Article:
The Real Estate Council of British Columbia has imposed licensing conditions on a Richmond-based real estate brokerage firm that has been accused of allegedly deceiving home owners into selling their properties for low.
A news release issued this morning indicates that Richmond-based New Coast Realty will be required to abide to seven conditions on its practices effective immediately. This includes: monthly reports to the Council on transactions, trust accounts, activities of unlicensed assistants, and complaints received by the brokerage; approval of account signing authorities by the Council; providing records relating to assignments and commission bonuses; and the retention of copies of all offers for properties.
In addition, the brokerage firm is required to appoint a new managing broker that will be approved by the Council. This new managing broker is also to be in charge of conducting training sessions and supervising licensees.
Managing brokers at B.C. real estate brokerages are responsible for all actions and activities taken by the firm.
The Council says New Coast Realty and its legal counsel have agreed to the conditions. A full investigation is underway and the specific wording of the conditions will be finalized early next week.
New Coast Realty, a relatively new firm, has nearly 450 agents and sold over $1 billion in property in 2015 alone.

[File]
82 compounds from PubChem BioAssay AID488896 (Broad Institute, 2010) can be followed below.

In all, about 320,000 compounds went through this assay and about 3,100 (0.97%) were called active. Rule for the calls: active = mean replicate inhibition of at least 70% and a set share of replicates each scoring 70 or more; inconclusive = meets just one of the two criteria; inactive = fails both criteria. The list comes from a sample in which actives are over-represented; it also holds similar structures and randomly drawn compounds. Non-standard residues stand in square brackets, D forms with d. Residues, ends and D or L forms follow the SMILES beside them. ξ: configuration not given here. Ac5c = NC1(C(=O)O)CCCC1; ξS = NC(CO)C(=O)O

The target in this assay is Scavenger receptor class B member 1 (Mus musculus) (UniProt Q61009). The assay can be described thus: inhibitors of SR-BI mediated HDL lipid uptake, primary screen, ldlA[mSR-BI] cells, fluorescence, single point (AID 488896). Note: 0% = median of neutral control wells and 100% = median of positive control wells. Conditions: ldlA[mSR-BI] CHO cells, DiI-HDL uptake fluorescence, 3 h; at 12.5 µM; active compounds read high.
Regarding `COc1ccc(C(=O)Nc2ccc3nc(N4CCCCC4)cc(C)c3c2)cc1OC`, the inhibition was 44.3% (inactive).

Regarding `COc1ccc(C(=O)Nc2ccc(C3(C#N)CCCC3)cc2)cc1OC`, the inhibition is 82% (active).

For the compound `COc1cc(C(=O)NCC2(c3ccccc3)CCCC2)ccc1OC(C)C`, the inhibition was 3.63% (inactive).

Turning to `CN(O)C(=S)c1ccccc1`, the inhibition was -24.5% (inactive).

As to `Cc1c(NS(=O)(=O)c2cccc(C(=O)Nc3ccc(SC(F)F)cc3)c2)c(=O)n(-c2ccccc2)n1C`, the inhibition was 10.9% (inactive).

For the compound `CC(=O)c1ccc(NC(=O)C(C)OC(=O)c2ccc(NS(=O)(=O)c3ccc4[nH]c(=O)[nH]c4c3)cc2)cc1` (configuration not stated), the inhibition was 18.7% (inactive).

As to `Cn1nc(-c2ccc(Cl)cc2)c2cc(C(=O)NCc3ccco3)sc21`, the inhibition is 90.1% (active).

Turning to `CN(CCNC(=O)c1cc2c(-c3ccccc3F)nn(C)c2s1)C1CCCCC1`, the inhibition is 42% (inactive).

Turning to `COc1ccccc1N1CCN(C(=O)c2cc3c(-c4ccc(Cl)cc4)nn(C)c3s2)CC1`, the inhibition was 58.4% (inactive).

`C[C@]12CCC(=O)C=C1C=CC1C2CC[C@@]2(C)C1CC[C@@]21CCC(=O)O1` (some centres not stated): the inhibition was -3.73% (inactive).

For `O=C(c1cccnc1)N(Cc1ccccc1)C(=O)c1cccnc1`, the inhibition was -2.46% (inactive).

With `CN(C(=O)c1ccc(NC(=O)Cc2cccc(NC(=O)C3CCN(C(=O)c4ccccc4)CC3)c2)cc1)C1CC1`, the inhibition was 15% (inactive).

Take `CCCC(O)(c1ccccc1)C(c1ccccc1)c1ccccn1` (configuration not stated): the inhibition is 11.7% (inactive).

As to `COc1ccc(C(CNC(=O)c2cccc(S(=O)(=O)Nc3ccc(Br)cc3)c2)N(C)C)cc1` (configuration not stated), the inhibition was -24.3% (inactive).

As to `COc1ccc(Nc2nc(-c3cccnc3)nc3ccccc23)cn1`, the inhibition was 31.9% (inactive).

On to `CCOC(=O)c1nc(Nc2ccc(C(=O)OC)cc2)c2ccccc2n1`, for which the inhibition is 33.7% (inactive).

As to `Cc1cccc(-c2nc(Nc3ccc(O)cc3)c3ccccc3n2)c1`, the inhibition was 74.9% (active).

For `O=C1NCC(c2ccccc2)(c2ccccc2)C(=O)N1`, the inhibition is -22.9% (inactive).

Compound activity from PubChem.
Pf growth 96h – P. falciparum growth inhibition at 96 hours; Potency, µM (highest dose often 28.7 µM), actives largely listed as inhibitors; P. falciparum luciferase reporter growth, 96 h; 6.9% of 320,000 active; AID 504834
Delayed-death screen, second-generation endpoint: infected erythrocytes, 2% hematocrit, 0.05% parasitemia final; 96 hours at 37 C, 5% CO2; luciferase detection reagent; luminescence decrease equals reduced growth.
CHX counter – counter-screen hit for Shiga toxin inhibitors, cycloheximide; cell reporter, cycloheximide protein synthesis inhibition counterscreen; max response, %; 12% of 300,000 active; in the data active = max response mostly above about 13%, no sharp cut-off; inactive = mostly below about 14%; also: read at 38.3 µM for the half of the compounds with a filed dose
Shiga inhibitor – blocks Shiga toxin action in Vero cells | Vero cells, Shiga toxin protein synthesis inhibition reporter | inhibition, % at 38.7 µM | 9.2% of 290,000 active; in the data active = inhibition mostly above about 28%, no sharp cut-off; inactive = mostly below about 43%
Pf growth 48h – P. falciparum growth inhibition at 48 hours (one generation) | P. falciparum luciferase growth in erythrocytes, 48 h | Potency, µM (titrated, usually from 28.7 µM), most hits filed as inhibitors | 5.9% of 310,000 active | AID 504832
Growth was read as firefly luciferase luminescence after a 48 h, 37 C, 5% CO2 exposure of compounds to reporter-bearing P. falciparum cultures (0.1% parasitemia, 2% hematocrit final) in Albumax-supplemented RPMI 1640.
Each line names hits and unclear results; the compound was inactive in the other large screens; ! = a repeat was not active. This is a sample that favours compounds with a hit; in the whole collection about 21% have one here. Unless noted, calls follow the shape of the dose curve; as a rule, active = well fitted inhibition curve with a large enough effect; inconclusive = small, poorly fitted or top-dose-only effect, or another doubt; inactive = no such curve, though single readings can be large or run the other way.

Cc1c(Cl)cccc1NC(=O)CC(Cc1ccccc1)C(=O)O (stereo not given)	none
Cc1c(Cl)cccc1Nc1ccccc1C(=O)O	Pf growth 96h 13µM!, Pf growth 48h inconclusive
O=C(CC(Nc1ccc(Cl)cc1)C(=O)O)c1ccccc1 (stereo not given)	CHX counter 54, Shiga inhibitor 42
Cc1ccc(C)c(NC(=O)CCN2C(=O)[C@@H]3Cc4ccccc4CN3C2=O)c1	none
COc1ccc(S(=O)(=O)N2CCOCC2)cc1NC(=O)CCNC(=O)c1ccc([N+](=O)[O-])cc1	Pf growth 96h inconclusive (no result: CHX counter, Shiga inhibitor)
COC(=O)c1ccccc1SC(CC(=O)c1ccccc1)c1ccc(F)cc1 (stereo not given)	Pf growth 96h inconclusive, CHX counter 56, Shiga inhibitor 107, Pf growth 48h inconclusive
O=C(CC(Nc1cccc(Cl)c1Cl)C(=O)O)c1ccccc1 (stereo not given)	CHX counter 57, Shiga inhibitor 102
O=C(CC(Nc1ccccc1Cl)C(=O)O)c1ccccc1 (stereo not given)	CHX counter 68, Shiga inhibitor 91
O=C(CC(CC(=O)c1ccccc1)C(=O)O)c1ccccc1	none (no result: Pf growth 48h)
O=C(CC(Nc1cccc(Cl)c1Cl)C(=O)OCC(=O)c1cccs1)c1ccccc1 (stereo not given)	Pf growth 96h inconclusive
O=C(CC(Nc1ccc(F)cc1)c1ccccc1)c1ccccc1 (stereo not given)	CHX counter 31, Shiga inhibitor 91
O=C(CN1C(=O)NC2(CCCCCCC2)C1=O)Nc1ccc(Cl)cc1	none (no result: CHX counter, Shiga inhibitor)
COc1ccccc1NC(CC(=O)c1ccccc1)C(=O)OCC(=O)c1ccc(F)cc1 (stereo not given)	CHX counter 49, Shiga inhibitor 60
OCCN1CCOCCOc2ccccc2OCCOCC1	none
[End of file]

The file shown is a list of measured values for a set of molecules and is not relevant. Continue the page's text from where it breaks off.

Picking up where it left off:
“There are a significant number of buyers and sellers with transactions in progress at the brokerage,” said Robert O. Fawcett, the Executive Officer of the Council, in a statement. “Those consumers have contractual obligations that they must meet, and the Council does not wish to impede the transactions.”
“The conditions that have been agreed to with the brokerage will ensure that those transaction are able to proceed, and that the appropriate controls and oversight will be in place.”
This comes swiftly after an in-depth investigation in The Globe and Mail, based on the accounts of several former New Coast Realty brokers and an audio recording of a training session, that uncovered the extent of the firm’s allegedly questionable practices. It also suggests that the firm is actively in the business of flipping homes.
According to the report, real estate agents with the firm are encouraged to “sell the house fast and buy the house fast” to earn more commissions at the expense of the seller. They are also taught to inform property owners that the first offer is always the best offer, even though that is not true.
By closing a sale quickly, the firm and its agents are able to move on to dealing with other properties, accelerating the rate of profits for the real estate brokerage and its agents.
Other allegations point to the brokerage’s agents playing both sides, misleading buyers’ agents on the number of offers on a property, misinforming buyers and sellers of market conditions, and persuading clients to provide a bonus to the buying agent while taking a cut.
The Council says it began an investigation several weeks ago after the Globe and Mail informed them of the existence of a tape recording of a training session.
In recent months, attention on Metro Vancouver’s housing affordability crisis has turned to the practices of local real estate brokerage firms, who may be exacerbating unaffordable market conditions.
On March 18, Premier Christy Clark announced that new policies would be implemented to end the ‘pure, naked greed’ of shadow flipping.